Wednesday 20 March 2019 - Monocle Minute | Monocle

Wednesday. 20/3/2019

The Monocle Minute

Image: Shutterstock

Opinion / Megan Gibson

Fighting talk

Some have been asking the question for weeks: if the UK public aren’t allowed a second referendum on Brexit, why is Theresa May able to keep putting her withdrawal agreement to parliament, despite the fact that MPs have twice voted it down? Turns out she can’t. House of Commons speaker John Bercow ruled this week that May isn’t able to put the same plan to yet another vote without first making substantial changes to it, potentially scuppering her attempts to browbeat MPs into supporting it as the Brexit deadline looms.

So May has been stonewalled. Yesterday a spokesman for the prime minister confirmed that she would write to Donald Tusk and request an extension before the EU Council Summit on Thursday. Could that eventually lead to a second referendum on the issue? Predicting anything related to Brexit would be as foolish as trying to leave the EU without a deal but advocates of the UK remaining within the bloc are hopeful. After all – unlike May’s course of action – much has changed since the vote of 2016, including many people’s grasp of the stakes and what the UK stands to lose.

Image: Getty Images

Defence / Germany

Military revision

The German cabinet convenes in Berlin today as finance minister Olaf Scholz presents the draft federal budget for 2020 and the finance plan up to 2023 – but the result might not be on the money. Scholz is already facing criticism from Washington and figures within the German military for his plans to cut defence spending: €2bn more than had originally been planned has been earmarked for the military in 2020 bringing spending to 1.37 per cent of GDP, however funds will fall back down to 1.25 per cent in 2023. That’s short of Nato’s edict that its members spend a minimum of 2 per cent of GDP on defence. “Germany’s lack of military spending is a historic trait that goes back to the end of the Second World War,” says Paul Rogers, professor of peace studies at Bradford University. “Its defences are very defensive, if you will. It doesn’t seek its own nuclear forces or intercontinental forces.”

Image: Alamy

Society / Vatican City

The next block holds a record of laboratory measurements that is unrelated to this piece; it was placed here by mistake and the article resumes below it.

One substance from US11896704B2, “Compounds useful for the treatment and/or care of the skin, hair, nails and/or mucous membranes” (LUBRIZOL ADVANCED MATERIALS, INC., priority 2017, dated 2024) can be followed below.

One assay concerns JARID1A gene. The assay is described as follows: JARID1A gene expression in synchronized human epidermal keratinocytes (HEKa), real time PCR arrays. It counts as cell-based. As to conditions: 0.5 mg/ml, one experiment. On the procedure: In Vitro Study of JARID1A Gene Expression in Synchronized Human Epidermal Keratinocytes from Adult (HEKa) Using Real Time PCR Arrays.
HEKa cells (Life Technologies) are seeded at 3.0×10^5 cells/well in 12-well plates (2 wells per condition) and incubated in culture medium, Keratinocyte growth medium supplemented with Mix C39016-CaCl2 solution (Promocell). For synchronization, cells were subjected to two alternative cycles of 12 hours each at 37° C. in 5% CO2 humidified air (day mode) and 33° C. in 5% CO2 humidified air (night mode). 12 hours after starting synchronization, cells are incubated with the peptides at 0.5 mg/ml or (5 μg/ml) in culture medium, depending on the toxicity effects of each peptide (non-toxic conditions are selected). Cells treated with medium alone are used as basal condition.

Reasons to be cheerful

Against the backdrop of recent political turbulence in Helsinki – prime minister Juha Sipilä’s government collapsed earlier this month – there is some good news for Finland. According to the UN’s 2019 World Happiness report, due to be unveiled in Vatican City today, the country has retained its status as the cheeriest place in the world. Or, rather, it’s where residents perceive themselves to be the happiest. The report is based upon analysis of Gallup surveys from 2016 to 2018; whether the methodology is to be taken seriously or not (some Finnish columnists were the first to refute the results last year), the country’s initiatives to increase residents’ quality of life are to be applauded. Meanwhile, a much sadder state of affairs: the US finds itself in the “could do better” category, having dropped from 18 to 19 in the rankings.

Image: Shutterstock

Politics / Taiwan

Let battle commence

With Taiwan’s presidential election looming, everyone is wondering who will lead the opposition pro-China KMT party against Tsai Ing-wen’s DPP government. The hot favourite is Kaohsiung’s charismatic new mayor Han Kuo-yo, who caused a major upset in November by taking control of the southern port city (and former DPP stronghold) with promises to bring more mainland visitors to the city and increase exports across the Taiwan Strait. Han will tour Hong Kong and southern China this week at the invitation of Beijing. But the incumbent isn’t standing idly by: President Tsai will this week embark on a Pacific trip in a bid to keep hold of Taiwan’s remaining diplomatic allies. “We’re making efforts to show that we are very worthy partners and in doing so we’ve actually stabilised the situation,” she told us during an exclusive interview in the April issue (on newsstands this Thursday). An expected stop-off in the US territories of Hawaii or Guam would be a poke in the eye for Beijing as diplomats there host their preferred candidate.

Design / Finland

Inner circle

Masterplanned by modernist Alvar Aalto – in the shape of a reindeer’s antler, no less – Rovaniemi in Finnish Lapland is a design gem. But the remote outpost is also proving to be a popular mustering point for the industry. This week it’s hosting the 11th Arctic Design Week: a fair exhibiting the work of 150 artists, designers and businesses, with 4,500 guests expected to attend. “If things last in the Arctic, the chances are that they’re designed well, resilient and strong,” says the show’s producer, Ana Filppa. Attractions include reindeer races, business workshops and interactive design-minded events for children. “We wanted it to become more international but today it’s actually more and more about local people and families, adds Filppa. “It’s about getting people to realise that design is for them, not just designers.” And what about next year? Plans are afoot to stage a fashion show on a catwalk made from ice; sounds like a slippery slope.

M24 / Made in France

Down to business

We take the temperature of France’s luxury sector with writer Dana Thomas, ‘Financial Times’ Paris correspondent Harriet Agnew and UBS equity strategist Claudia Panseri. Plus: why a toy giraffe is the must-have French object for one Monocle producer.

Film / Canada

Reading the tea leaves

Vancouver Island might not be famous for growing tea but its lush soil has proved perfect for starting an idyllic farm.


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